As many in New Jersey are aware, even the most sophisticated of investors may fall prey to some who have less than genuine intentions. Such instances can include Ponzi schemes. When a person who invested in such a scheme loses their investments, they may be forced to consider a Chapter 7 bankruptcy filing.
Recently the former owner of the restaurant chain Champps was forced into such a filing after he found that he had been victimized in a Ponzi scheme. The man invested a total of $26 million in the scheme, according to reports. However, there are additional reports claiming that he may have taken several million dollars in false profits from the scheme before becoming aware of the fraud.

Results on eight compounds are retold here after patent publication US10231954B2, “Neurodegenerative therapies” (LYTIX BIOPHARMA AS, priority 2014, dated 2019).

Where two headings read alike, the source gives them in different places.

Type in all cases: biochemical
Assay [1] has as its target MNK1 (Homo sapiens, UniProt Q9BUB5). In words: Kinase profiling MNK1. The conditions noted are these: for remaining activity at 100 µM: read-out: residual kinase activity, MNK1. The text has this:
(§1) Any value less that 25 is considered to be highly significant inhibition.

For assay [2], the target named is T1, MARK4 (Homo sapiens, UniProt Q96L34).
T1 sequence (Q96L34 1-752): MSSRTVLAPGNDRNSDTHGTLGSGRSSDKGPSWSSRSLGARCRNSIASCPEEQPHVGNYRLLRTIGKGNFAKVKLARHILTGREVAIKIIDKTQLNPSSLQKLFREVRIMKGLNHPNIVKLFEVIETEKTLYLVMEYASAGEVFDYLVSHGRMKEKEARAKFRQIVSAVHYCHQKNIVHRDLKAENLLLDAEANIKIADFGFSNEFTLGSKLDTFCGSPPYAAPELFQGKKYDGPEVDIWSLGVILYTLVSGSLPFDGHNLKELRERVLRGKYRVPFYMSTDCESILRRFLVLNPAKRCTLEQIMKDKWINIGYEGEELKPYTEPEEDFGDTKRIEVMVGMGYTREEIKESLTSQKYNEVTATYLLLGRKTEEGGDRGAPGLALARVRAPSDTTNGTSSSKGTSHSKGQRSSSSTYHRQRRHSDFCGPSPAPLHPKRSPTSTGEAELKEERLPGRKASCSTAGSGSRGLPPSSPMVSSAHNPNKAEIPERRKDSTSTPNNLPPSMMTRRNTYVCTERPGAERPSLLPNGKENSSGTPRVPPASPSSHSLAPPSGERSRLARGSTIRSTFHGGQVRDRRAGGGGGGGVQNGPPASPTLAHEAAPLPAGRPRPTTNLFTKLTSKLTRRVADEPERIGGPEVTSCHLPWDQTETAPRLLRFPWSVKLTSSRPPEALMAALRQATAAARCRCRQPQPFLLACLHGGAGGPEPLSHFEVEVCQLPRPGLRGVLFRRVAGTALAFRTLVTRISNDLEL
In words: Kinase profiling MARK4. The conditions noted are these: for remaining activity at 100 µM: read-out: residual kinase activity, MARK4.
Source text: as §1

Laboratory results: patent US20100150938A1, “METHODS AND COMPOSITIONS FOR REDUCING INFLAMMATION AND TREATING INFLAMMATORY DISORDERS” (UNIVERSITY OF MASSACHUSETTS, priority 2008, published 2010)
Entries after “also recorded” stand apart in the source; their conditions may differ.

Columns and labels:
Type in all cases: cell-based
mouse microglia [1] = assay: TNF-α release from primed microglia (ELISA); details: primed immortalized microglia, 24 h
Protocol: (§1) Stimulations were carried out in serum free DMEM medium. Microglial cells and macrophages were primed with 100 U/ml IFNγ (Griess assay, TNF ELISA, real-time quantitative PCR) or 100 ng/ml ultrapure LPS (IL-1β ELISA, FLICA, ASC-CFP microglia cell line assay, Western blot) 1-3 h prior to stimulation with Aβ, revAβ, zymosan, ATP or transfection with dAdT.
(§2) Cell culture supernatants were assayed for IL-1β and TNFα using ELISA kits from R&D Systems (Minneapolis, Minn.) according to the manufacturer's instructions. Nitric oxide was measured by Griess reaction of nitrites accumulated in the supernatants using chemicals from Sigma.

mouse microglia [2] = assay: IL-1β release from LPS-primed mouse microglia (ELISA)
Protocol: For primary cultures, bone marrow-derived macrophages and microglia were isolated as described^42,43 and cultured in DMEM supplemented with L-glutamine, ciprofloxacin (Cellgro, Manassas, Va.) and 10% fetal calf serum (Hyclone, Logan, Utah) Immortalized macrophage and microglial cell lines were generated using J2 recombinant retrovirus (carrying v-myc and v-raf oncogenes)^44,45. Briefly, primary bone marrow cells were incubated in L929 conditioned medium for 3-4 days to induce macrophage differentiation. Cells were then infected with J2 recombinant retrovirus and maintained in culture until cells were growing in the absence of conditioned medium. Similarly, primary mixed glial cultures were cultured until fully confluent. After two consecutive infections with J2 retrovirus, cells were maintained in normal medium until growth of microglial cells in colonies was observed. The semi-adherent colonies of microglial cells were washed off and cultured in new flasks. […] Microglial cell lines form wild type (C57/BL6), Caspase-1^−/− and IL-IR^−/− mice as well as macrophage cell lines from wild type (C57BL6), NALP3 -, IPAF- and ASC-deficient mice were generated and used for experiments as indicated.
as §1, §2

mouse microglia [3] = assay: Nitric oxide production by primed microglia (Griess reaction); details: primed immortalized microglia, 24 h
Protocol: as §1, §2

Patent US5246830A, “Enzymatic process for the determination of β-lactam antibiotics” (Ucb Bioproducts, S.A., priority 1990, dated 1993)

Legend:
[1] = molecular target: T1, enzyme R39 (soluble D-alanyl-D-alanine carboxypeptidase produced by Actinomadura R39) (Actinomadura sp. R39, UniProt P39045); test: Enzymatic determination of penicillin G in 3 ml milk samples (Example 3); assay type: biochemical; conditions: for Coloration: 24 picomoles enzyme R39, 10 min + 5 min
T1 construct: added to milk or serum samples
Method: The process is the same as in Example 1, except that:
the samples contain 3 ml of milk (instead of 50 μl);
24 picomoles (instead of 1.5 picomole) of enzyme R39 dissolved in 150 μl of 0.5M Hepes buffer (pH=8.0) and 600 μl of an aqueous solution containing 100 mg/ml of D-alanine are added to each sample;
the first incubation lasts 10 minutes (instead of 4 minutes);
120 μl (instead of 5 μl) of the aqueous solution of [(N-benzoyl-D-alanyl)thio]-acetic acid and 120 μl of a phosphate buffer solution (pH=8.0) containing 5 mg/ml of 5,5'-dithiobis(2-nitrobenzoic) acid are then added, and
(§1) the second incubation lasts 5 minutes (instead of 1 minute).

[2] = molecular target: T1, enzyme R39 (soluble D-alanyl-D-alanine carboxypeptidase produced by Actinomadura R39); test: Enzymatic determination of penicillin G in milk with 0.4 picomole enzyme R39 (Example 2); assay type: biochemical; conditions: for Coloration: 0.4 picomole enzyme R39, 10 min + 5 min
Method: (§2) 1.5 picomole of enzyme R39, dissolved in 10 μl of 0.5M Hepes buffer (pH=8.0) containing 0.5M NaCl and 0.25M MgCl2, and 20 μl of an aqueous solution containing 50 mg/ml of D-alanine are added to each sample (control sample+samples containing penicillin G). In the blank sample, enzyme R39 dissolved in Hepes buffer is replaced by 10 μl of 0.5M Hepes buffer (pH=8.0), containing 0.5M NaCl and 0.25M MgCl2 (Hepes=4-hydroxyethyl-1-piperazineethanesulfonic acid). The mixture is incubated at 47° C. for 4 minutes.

In his Chapter 7 filing, the restaurant owner told the bankruptcy court that he had a total of $11.8 million in debts. This includes owing nearly $240,000 in back taxes and $7.6 million owed to one bank. He listed a mere $45,812 in assets in the bankruptcy petition. In addition, the man earns a reported $11,538 per month as a restaurant manager.
Like people in New Jersey who are facing overwhelming debt, the man in this case found that he had no other option but to seek bankruptcy protection under Chapter 7. The discharge of debt that can be offered as a result of this type of bankruptcy filing can assist a debtor in obtaining a fresh financial start. In this case, the restaurant owner likely believes that he can recover financially if he is able to overcome these issues of overwhelming debt created by the alleged ruse of another individual.
Source: StarTribune.com, "Fooled by pal Petters, restaurateur now bankrupt," David Phelps, May 21, 2012